Of all the big questions in life, one of the biggest is “Why am I here?”
Everyone from Douglas Adams to Victor Frankl has addressed it. The Hitchhiker’s Guide to the Galaxy is more fun, but Man’s Search for Meaning is more important.
The Purpose Driven Life: What on earth am I here for? by Rick Warren also goes after this topic, and is one of the best selling books of all time. As of 2020, according the publisher and the author, more than 50 million copies have been sold. The book has been translated into 85 languages.
In other words, people all over the world want an answer.
We know there are mountains of data out there, and one thing we learn from a lot of our data is what people don’t like.
In fact most of us know more about what we don’t like than what we do like. Is that because it is rare to find something we really like, or because there are so many bad choices available?
One place this shows up consistently in the data is the workplace. More than 70% of people, we are told, find their purpose at work. Or they don’t find it there, even though they look for it there and expect to find it there.
Because they don’t find it, they quit and take another job, hoping to find their purpose there.
This cycle is not particularly rewarding, and in fact can be quite frustrating. After a while people give up, keep the job they have, make the best of it, and settle in.
That is like finding a mostly clean, usually decent, nice-enough-people, diner with pretty good food and sticking with it. You’ll know you’ve settled in when the prices go up and you stay.
You say, “Prices are going up everywhere.” But 3 stars on Yelp with two dollar signs is a bad combination, and you know it.
Settling in is a habit I hope you have not fallen into. My goal here is not to get you to leave your favorite hang-out spot or your job, my goal is to get you to check your ability to move.
Settling in can be a precursor to finding yourself in a rut. A friend used to say that a rut is a grave with both ends kicked out, which is a funny way of saying “you don’t want to be in a rut.”
So it’s a good idea every once in a while to get unsettled. Again, don’t start with a big thing like quitting your job. Start with a small thing like wearing socks that don’t match.
Or trying a new diner with better reviews or lower prices — or both.
You will not find your “why am I here” if you are settled in for the duration. Getting unsettled in some way is a good practice that increases your freedom to make good choices.
Important note: if you’ve already made a great choice in a spouse or even a job, stick with it. Getting unsettled is for those who have “settled” for less.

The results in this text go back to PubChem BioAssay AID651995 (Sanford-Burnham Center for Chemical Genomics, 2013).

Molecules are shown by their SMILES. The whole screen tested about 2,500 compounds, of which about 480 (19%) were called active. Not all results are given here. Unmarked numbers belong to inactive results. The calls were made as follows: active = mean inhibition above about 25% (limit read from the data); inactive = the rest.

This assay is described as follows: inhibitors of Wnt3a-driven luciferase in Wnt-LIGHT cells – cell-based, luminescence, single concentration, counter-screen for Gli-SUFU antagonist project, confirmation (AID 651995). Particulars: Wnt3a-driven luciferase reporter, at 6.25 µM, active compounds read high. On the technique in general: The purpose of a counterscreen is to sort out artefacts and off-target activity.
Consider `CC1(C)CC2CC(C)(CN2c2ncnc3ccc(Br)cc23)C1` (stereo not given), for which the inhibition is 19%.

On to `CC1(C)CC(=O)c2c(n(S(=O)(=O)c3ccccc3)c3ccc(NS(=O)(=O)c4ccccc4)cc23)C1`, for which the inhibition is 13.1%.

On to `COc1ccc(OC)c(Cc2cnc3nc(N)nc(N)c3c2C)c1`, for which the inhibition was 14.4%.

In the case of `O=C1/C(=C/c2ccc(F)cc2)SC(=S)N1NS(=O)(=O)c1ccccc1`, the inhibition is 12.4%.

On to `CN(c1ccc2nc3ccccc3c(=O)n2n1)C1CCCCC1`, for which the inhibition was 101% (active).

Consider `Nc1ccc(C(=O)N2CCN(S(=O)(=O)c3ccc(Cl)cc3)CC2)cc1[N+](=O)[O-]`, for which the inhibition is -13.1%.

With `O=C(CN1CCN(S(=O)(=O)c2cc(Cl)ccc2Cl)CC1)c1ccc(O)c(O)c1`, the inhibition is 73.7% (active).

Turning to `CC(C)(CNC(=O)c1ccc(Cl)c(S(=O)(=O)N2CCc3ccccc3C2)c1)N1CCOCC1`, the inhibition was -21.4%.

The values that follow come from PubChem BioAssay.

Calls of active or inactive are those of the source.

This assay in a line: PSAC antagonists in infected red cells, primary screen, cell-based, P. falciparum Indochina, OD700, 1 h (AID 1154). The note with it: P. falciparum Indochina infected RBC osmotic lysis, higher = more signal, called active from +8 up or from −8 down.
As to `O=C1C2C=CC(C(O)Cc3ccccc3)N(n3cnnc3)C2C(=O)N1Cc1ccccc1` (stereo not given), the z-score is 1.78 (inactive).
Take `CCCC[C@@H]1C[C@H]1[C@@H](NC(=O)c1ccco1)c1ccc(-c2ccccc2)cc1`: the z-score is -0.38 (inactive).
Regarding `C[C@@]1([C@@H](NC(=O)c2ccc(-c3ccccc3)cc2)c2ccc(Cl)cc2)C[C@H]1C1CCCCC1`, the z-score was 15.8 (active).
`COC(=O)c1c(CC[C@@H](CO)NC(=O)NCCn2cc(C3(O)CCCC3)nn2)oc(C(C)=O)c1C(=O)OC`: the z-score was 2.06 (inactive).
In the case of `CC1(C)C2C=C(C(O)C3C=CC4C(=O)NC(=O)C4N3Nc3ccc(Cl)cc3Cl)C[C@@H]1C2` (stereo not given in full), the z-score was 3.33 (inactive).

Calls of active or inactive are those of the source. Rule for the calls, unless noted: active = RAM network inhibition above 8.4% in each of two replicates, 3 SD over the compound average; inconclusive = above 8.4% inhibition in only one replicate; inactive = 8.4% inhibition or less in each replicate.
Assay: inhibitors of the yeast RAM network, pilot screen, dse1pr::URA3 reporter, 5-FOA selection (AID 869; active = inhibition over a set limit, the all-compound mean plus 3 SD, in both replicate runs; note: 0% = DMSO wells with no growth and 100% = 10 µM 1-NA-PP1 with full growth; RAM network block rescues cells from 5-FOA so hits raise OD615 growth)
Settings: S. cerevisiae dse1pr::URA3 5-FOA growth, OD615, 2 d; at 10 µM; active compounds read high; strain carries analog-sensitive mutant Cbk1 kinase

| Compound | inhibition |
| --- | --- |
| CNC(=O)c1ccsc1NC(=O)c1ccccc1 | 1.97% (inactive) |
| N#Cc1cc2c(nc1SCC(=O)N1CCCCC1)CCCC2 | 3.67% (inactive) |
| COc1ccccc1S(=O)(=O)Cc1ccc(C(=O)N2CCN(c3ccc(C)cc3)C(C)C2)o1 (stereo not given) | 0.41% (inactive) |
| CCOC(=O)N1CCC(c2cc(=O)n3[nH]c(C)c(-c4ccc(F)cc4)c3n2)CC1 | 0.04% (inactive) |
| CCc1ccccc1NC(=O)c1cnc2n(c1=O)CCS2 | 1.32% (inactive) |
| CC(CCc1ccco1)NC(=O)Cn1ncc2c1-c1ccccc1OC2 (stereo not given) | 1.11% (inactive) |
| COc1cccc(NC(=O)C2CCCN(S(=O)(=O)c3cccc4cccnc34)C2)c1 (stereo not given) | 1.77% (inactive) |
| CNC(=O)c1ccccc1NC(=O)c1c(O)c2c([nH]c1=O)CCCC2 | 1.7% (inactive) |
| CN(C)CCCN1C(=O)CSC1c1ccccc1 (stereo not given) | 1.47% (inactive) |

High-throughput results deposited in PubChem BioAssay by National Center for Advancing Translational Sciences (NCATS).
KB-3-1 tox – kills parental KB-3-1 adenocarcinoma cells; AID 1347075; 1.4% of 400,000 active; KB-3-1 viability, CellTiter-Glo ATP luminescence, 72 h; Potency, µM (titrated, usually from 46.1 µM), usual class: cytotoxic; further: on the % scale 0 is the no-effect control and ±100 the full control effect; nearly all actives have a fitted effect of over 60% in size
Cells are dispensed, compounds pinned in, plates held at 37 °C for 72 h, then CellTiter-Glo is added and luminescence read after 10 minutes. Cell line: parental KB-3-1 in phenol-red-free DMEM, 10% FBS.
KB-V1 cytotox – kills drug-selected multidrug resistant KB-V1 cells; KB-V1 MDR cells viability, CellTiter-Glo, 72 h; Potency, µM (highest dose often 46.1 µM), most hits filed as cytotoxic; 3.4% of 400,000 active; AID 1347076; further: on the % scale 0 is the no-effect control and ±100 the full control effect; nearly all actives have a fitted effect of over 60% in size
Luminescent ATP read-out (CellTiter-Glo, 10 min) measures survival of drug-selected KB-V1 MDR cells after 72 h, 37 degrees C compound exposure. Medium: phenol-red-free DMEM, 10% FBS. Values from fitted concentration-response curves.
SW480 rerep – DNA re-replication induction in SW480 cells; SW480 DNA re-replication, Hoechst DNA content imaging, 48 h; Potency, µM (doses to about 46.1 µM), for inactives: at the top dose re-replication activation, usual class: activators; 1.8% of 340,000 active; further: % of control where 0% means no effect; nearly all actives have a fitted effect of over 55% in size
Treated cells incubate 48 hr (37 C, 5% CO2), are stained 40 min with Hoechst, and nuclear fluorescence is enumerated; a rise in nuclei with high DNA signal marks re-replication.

I was going to make a list of things you could do to make sure you aren’t too settled in, but I’ll leave that to you. Just know that when moss begins to grow on one side of you, it is time to move!
Figuring it out
Now that you are “unsettled” and able to move a little, you can start figuring out the why thing. Notice that I said start figuring it out. Sometimes there is an “aha” moment, but usually this is a process.
In either case here is an important starting point: you are not here primarily for you.
In a short story, C. S. Lewis had a character say:
“Oh, Master,” [The Monk] murmured, “forgive – or can you enjoy? – my absurdity also. I had been supposing you sent me on a voyage of forty million miles merely for my own spiritual convenience.”
Too often we are exactly like The Monk, thinking it is all about us. The question, after all, is why am I here? So we assume the primary role.
One of the many things Rick Warren got right in Purpose Driven Life was his opening line: It’s not about you.
Naturally some of it is about you, because you are a central player. If you aren’t you, then it seems highly unlikely that your purpose will be fulfilled.
So steps 1 and 1A are related: know that it is not (mostly) about you, but you are integral to the answer.
Step 2 definitely involves you.
Ask the inventor
Without much effort, you can find lists of products that were invented for one thing and became famous for something else.
Among those are Coca-Cola (a cure for morphine addiction), Kleenex (intended to remove cold-cream and other makeup), and Listerine (an antiseptic). Perhaps the most surprising one I found was the original chain saw (pictured). Its first purpose was for use by doctors in various operations. Bubblewrap was invented as textured wallpaper.
The slinky was invented to help keep navigational tools steady at sea. But when the inventor dropped one and watched it “walk,” he thought of a better use for it.
My point is that sometimes even the inventor doesn’t know. That is true for companies as well as products, and “reinventing yourself” happens often.
But if you really want to know why you are here, you should ask the inventor. Since we’re talking people, we’d probably use the word creator.
Of course if you think you’re just random and there is no creator, this is a step you’ll have to skip. For those who think they were or even might have been created, this is a step that could be very useful.
How do you do that? There is a way, but that explanation and the final steps will have to wait until next week. My editor keeps me on a tight word count leash!
In the meantime, part of why you are here — if you will accept the assignment — is to do good.
And that’s in you.